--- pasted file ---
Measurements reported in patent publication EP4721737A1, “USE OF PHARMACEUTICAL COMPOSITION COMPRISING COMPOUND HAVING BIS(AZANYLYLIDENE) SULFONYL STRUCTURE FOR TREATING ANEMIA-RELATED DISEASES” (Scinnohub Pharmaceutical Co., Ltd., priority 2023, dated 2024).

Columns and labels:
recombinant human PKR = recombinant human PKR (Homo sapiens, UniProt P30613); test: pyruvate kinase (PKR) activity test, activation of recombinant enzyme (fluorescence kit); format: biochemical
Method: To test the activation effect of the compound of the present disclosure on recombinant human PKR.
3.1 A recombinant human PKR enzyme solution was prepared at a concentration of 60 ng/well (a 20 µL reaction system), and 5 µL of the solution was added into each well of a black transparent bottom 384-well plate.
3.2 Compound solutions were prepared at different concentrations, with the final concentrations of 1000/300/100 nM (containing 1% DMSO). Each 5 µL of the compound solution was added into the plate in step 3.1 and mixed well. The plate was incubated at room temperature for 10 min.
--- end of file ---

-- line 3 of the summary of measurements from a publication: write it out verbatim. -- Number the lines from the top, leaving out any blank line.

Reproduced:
recombinant human PKR = recombinant human PKR (Homo sapiens, UniProt P30613); test: pyruvate kinase (PKR) activity test, activation of recombinant enzyme (fluorescence kit); format: biochemical